The Kobe Marathon is, of course, about running for oneself. But more than just that, it seeks to be about running for people.
At the core of this concept is a desire to make the Kobe Marathon into an event for expressing gratitude to the people and regions, local and overseas, who reached out to Hyogo and Kobe right from the recovery from the 1995 Great Hanshin Earthquake and on up to the present day.
The attitude of Hyogo and Kobe, which achieved a creative recovery, and the work providing the experience and lessons of the earthquake to disaster victims all over the world are based on the fact that we are all linked together and the conviction that we all share in joy and sadness.
The desire to make this an event where visitors to Hyogo and Kobe encounter the utmost hospitality is also based on the awareness that we are all linked together.
The idea is to turn this into a marathon where runners are not just participating for themselves but for victims of disaster both in Japan and abroad. We want to make this an event that is not just about running but also about enjoying the attractions of Hyogo and Kobe.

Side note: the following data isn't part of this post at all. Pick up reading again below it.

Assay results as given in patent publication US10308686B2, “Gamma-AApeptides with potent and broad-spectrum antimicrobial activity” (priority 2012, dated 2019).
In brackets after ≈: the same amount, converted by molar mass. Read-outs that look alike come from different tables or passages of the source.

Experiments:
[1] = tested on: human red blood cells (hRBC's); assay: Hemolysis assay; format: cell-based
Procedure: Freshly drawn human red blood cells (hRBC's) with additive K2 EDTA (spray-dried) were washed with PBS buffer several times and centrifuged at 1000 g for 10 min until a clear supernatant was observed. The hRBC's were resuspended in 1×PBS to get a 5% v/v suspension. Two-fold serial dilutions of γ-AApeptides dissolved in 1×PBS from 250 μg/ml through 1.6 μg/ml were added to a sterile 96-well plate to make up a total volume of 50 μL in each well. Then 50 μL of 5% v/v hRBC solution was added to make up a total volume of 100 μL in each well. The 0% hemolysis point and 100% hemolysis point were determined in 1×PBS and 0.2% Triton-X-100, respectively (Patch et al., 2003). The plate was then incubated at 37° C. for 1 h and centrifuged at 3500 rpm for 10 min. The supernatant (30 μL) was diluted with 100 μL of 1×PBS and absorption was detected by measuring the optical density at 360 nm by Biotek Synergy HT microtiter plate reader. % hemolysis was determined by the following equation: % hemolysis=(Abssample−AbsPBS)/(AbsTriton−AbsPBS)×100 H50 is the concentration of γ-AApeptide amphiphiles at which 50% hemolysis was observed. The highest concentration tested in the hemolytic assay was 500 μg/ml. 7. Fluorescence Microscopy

Our intention is to make this an event that turns the power of the Kobe Marathon into something even greater and reaches out to the people and regions in Japan and overseas who have suffered terrible loss and damage in natural disasters.
Various links — based on the theme of disaster recovery— have been built up over the past four Kobe Marathon events.
But the 5th marathon is a junction for taking us toward a future in which the Kobe Marathon will evolve into a unique urban citizen marathon.
Taking “person and person,” “present and future,” “culture and culture,” “city and city,” and the spirit of “thank you” to the next generation.
The Kobe Marathon is moving on to the next step, taking with it all involved — doers, watchers and supporters.